In August, Ankur Shah and Vivek Pisharody departed on a 4,300km expedition along the China-Russia border to explore the regional impacts of China’s multi-billion-dollar infrastructure initiative, the Belt and Road. Follow their progress in real-time on the interactive map below.
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By traveling the length of China’s 4,300 km border with Russia, Ankur Shah aims to understand what China’s Belt and Road Initiative means for daily life along on the border.
China’s Belt and Road is commonly visualized as a train carrying commerce across Eurasia. But a train does not adequately capture BRI’s significance or scope. Instead, a Chinese flag is a better representation. Whether it is China’s intention or not, the increasing connectivity the BRI brings comes hand in hand with exposure to Chinese culture.
The China Road Project, a team of researchers interested in China’s role in global development, will be traveling 60,000 kilometers over land and sea to investigate China’s Belt and Road initiative (BRI), a foreign policy concept and global infrastructure plan announced by Chinese president Xi Jinping in 2013, to help close the information gap and shine a light on the multi-trillion dollar initiative.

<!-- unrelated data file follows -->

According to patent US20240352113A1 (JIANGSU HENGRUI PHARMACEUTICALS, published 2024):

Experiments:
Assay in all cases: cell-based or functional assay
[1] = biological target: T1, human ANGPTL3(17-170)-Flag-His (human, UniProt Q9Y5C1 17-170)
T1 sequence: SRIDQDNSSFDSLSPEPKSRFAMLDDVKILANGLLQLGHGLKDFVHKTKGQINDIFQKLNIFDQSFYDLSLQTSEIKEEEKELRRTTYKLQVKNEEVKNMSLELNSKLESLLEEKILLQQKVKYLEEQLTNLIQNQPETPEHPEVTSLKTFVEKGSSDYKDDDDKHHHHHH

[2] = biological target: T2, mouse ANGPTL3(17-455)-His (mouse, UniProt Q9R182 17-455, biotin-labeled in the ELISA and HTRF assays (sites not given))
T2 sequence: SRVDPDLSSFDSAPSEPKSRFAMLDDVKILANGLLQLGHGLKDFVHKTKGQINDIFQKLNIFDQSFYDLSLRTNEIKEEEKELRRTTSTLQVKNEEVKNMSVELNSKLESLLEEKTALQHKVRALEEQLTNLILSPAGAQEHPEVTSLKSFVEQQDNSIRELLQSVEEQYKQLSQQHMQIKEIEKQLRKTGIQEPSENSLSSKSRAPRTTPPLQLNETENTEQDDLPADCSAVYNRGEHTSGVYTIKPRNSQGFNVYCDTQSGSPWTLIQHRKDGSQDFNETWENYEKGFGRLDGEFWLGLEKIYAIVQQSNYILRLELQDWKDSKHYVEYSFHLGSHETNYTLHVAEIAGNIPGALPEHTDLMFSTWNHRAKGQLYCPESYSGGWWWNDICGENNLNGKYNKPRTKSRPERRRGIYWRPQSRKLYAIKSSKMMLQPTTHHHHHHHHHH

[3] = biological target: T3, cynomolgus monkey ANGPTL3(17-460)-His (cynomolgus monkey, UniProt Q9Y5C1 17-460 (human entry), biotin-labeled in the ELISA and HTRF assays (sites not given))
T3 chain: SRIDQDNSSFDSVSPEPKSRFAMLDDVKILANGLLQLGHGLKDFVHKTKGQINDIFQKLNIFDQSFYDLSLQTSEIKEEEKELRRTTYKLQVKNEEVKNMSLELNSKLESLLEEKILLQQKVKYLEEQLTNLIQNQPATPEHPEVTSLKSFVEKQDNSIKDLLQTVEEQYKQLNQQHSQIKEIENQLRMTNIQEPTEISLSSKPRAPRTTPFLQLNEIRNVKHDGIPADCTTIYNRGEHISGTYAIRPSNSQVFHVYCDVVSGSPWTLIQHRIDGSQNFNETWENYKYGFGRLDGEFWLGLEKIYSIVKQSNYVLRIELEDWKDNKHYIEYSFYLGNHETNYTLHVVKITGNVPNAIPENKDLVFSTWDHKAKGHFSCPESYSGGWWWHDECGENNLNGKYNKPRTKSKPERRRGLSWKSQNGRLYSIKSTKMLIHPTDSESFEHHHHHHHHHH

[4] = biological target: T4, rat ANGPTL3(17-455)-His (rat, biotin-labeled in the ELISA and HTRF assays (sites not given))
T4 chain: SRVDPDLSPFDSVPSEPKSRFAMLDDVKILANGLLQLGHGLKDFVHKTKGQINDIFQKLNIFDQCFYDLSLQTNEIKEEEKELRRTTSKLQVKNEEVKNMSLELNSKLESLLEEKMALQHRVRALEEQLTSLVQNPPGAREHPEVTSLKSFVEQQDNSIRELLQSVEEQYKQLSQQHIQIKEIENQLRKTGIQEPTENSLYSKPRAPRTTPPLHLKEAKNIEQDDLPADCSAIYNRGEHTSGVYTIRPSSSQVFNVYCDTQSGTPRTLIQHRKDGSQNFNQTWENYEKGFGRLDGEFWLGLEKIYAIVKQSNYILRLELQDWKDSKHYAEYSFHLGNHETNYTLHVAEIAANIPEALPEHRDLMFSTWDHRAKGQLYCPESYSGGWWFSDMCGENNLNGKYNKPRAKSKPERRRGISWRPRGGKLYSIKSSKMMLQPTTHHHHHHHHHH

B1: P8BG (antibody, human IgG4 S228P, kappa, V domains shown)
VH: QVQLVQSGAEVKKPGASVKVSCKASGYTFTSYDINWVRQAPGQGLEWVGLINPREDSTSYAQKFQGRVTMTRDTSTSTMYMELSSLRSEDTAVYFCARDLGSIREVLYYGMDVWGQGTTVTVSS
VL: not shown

To better understand the opportunities and challenges posed along China’s Belt and Road Initiative (BRI), the members of The New Silk Road Project will travel 10,000 miles across China’s Economic Belt to explore the people, projects, countries, and landscapes involved. We expect to depart from London and Rotterdam, two western termini of the Belt and Road, in June 2018. Over 60 days, we will travel to Yiwu, a city in East China that houses the world’s largest wholesale market and aspires to send more of its goods along the BRI’s overland routes. We will focus on two key corridors: the New Eurasian Land Bridge and China-Central Asia-West Asia Economic Corridor, attempting to visit over two dozen ‘Silk Road’ hubs along this fast-evolving axis.